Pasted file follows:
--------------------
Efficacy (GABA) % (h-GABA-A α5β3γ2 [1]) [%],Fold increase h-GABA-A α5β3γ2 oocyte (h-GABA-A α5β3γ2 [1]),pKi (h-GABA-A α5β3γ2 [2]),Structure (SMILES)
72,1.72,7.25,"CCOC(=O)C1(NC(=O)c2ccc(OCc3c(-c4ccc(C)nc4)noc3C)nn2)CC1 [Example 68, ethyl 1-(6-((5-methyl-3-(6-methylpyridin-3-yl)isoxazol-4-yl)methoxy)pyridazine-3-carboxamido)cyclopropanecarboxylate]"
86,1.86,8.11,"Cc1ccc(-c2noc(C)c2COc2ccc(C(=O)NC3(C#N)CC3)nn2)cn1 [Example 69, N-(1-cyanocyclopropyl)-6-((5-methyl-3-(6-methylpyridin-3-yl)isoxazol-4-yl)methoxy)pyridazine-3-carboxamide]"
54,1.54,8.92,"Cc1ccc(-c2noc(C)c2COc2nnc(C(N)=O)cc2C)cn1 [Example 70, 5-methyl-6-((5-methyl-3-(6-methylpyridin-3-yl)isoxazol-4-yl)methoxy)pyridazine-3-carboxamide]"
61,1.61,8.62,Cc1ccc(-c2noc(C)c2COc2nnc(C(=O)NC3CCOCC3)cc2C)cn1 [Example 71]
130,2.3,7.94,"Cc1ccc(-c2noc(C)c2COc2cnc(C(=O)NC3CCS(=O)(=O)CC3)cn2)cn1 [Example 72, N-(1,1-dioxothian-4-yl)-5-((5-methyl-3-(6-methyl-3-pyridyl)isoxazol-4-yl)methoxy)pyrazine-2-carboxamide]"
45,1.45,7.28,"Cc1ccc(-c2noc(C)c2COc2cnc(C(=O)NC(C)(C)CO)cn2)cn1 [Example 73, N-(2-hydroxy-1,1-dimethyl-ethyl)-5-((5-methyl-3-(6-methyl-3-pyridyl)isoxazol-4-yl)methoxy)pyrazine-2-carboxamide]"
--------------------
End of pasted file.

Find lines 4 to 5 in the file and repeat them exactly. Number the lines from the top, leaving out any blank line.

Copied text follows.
54,1.54,8.92,"Cc1ccc(-c2noc(C)c2COc2nnc(C(N)=O)cc2C)cn1 [Example 70, 5-methyl-6-((5-methyl-3-(6-methylpyridin-3-yl)isoxazol-4-yl)methoxy)pyridazine-3-carboxamide]"
61,1.61,8.62,Cc1ccc(-c2noc(C)c2COc2nnc(C(=O)NC3CCOCC3)cc2C)cn1 [Example 71]